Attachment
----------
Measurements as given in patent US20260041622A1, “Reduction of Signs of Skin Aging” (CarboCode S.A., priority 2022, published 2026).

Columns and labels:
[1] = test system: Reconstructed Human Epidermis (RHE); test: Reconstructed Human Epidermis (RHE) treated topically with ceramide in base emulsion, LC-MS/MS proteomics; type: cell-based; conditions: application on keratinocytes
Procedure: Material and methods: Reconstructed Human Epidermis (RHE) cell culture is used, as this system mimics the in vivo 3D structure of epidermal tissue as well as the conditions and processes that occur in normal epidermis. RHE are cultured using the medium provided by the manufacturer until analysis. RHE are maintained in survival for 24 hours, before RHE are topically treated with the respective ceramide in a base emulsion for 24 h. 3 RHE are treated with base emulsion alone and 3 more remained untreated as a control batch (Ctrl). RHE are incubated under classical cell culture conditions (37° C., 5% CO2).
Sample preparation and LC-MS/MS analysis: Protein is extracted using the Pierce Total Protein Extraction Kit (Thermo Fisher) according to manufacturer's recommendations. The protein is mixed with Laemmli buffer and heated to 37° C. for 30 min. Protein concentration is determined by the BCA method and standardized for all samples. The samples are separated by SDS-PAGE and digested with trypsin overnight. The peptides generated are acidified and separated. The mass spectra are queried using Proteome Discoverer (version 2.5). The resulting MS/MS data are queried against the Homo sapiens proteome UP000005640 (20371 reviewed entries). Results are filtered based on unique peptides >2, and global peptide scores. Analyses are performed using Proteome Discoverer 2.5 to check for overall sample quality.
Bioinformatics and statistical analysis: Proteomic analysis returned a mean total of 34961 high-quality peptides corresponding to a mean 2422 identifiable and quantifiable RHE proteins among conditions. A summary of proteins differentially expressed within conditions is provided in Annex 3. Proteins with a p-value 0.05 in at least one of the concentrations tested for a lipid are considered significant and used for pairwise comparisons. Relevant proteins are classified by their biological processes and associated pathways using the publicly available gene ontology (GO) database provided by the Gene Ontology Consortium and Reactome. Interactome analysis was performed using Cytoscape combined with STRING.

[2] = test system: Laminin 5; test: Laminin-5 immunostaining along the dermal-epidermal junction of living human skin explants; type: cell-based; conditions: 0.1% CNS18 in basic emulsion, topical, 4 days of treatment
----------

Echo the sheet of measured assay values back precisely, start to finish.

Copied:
Measurements as given in patent US20260041622A1, “Reduction of Signs of Skin Aging” (CarboCode S.A., priority 2022, published 2026).

Columns and labels:
[1] = test system: Reconstructed Human Epidermis (RHE); test: Reconstructed Human Epidermis (RHE) treated topically with ceramide in base emulsion, LC-MS/MS proteomics; type: cell-based; conditions: application on keratinocytes
Procedure: Material and methods: Reconstructed Human Epidermis (RHE) cell culture is used, as this system mimics the in vivo 3D structure of epidermal tissue as well as the conditions and processes that occur in normal epidermis. RHE are cultured using the medium provided by the manufacturer until analysis. RHE are maintained in survival for 24 hours, before RHE are topically treated with the respective ceramide in a base emulsion for 24 h. 3 RHE are treated with base emulsion alone and 3 more remained untreated as a control batch (Ctrl). RHE are incubated under classical cell culture conditions (37° C., 5% CO2).
Sample preparation and LC-MS/MS analysis: Protein is extracted using the Pierce Total Protein Extraction Kit (Thermo Fisher) according to manufacturer's recommendations. The protein is mixed with Laemmli buffer and heated to 37° C. for 30 min. Protein concentration is determined by the BCA method and standardized for all samples. The samples are separated by SDS-PAGE and digested with trypsin overnight. The peptides generated are acidified and separated. The mass spectra are queried using Proteome Discoverer (version 2.5). The resulting MS/MS data are queried against the Homo sapiens proteome UP000005640 (20371 reviewed entries). Results are filtered based on unique peptides >2, and global peptide scores. Analyses are performed using Proteome Discoverer 2.5 to check for overall sample quality.
Bioinformatics and statistical analysis: Proteomic analysis returned a mean total of 34961 high-quality peptides corresponding to a mean 2422 identifiable and quantifiable RHE proteins among conditions. A summary of proteins differentially expressed within conditions is provided in Annex 3. Proteins with a p-value 0.05 in at least one of the concentrations tested for a lipid are considered significant and used for pairwise comparisons. Relevant proteins are classified by their biological processes and associated pathways using the publicly available gene ontology (GO) database provided by the Gene Ontology Consortium and Reactome. Interactome analysis was performed using Cytoscape combined with STRING.

[2] = test system: Laminin 5; test: Laminin-5 immunostaining along the dermal-epidermal junction of living human skin explants; type: cell-based; conditions: 0.1% CNS18 in basic emulsion, topical, 4 days of treatment